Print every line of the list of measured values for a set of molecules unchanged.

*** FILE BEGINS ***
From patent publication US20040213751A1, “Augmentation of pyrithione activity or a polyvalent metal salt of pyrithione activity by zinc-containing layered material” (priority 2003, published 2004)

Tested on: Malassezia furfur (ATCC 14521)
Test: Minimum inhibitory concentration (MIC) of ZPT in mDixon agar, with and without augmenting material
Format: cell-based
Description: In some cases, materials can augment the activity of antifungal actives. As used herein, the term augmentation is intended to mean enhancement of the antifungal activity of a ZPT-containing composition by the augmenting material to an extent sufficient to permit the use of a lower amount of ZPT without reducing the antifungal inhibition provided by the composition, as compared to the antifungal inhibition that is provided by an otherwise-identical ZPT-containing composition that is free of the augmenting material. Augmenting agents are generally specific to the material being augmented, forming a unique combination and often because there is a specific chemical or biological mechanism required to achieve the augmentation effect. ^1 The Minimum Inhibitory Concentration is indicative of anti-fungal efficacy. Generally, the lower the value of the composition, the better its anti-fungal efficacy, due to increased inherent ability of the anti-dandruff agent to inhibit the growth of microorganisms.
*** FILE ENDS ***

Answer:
From patent publication US20040213751A1, “Augmentation of pyrithione activity or a polyvalent metal salt of pyrithione activity by zinc-containing layered material” (priority 2003, published 2004)

Tested on: Malassezia furfur (ATCC 14521)
Test: Minimum inhibitory concentration (MIC) of ZPT in mDixon agar, with and without augmenting material
Format: cell-based
Description: In some cases, materials can augment the activity of antifungal actives. As used herein, the term augmentation is intended to mean enhancement of the antifungal activity of a ZPT-containing composition by the augmenting material to an extent sufficient to permit the use of a lower amount of ZPT without reducing the antifungal inhibition provided by the composition, as compared to the antifungal inhibition that is provided by an otherwise-identical ZPT-containing composition that is free of the augmenting material. Augmenting agents are generally specific to the material being augmented, forming a unique combination and often because there is a specific chemical or biological mechanism required to achieve the augmentation effect. ^1 The Minimum Inhibitory Concentration is indicative of anti-fungal efficacy. Generally, the lower the value of the composition, the better its anti-fungal efficacy, due to increased inherent ability of the anti-dandruff agent to inhibit the growth of microorganisms.